“We’re starting to see the kind of activity we set out to try and spark,” says Othello Meadows, president and CEO of Seventy-Five North, a 501(c)3 nonprofit organization. “We’ve had several block parties and always have events going on in the neighborhood. It’s starting to feel alive and like a real thriving community.”
The Highlander project is fashioned heavily after the Purpose Built Communities Model pioneered in the mid-1990s in Atlanta, Georgia to address deeply rooted issues of intergenerational poverty, safety, high crime and failing schools in the area’s East Lake Neighborhood. It proved a huge success seeing violent crime down 95%, adults earning incomes over the poverty line up tenfold, fifth grade students meeting the state standards for math up from 5 to 95 percent and the high school graduation rate up from 30 to 78 percent. Purpose Built Communities are being developed in more than 10 cities nationwide, including Omaha.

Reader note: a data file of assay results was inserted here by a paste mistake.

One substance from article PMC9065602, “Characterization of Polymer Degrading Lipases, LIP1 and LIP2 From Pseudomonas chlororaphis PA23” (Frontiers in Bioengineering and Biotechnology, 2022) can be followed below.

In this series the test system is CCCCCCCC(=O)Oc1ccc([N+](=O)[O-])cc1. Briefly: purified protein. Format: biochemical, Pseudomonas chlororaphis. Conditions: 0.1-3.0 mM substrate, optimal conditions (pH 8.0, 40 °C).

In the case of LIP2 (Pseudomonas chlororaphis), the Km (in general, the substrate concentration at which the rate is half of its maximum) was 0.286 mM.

“The housing is the most visible thing people see and plays an important role in the fact that you really stabilize a community by building high-quality housing that is economically diverse,” Meadows says. “But there are two other components to the model that are equally if not more important.”